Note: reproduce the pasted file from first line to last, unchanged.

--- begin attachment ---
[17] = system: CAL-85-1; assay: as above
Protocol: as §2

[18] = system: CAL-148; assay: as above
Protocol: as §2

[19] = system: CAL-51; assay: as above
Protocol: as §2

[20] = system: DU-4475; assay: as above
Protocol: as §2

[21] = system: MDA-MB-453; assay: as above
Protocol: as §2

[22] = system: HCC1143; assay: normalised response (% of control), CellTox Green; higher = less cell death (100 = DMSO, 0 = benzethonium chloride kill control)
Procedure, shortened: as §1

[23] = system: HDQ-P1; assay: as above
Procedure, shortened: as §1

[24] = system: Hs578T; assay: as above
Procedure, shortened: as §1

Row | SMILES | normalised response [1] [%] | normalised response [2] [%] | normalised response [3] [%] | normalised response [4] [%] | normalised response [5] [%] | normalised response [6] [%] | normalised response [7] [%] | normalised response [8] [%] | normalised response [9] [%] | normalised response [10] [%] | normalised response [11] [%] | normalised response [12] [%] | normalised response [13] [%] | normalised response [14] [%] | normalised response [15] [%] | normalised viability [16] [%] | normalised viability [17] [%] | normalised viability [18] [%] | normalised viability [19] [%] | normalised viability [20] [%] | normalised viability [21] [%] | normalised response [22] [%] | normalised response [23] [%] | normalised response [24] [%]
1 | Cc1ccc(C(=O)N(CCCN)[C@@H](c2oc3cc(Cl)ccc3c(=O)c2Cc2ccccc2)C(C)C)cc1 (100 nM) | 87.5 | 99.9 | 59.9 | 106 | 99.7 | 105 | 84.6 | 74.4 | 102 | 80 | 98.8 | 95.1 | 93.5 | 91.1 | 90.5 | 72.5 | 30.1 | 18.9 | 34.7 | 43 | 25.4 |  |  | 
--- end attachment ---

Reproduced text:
[17] = system: CAL-85-1; assay: as above
Protocol: as §2

[18] = system: CAL-148; assay: as above
Protocol: as §2

[19] = system: CAL-51; assay: as above
Protocol: as §2

[20] = system: DU-4475; assay: as above
Protocol: as §2

[21] = system: MDA-MB-453; assay: as above
Protocol: as §2

[22] = system: HCC1143; assay: normalised response (% of control), CellTox Green; higher = less cell death (100 = DMSO, 0 = benzethonium chloride kill control)
Procedure, shortened: as §1

[23] = system: HDQ-P1; assay: as above
Procedure, shortened: as §1

[24] = system: Hs578T; assay: as above
Procedure, shortened: as §1

Row | SMILES | normalised response [1] [%] | normalised response [2] [%] | normalised response [3] [%] | normalised response [4] [%] | normalised response [5] [%] | normalised response [6] [%] | normalised response [7] [%] | normalised response [8] [%] | normalised response [9] [%] | normalised response [10] [%] | normalised response [11] [%] | normalised response [12] [%] | normalised response [13] [%] | normalised response [14] [%] | normalised response [15] [%] | normalised viability [16] [%] | normalised viability [17] [%] | normalised viability [18] [%] | normalised viability [19] [%] | normalised viability [20] [%] | normalised viability [21] [%] | normalised response [22] [%] | normalised response [23] [%] | normalised response [24] [%]
1 | Cc1ccc(C(=O)N(CCCN)[C@@H](c2oc3cc(Cl)ccc3c(=O)c2Cc2ccccc2)C(C)C)cc1 (100 nM) | 87.5 | 99.9 | 59.9 | 106 | 99.7 | 105 | 84.6 | 74.4 | 102 | 80 | 98.8 | 95.1 | 93.5 | 91.1 | 90.5 | 72.5 | 30.1 | 18.9 | 34.7 | 43 | 25.4 |  |  | 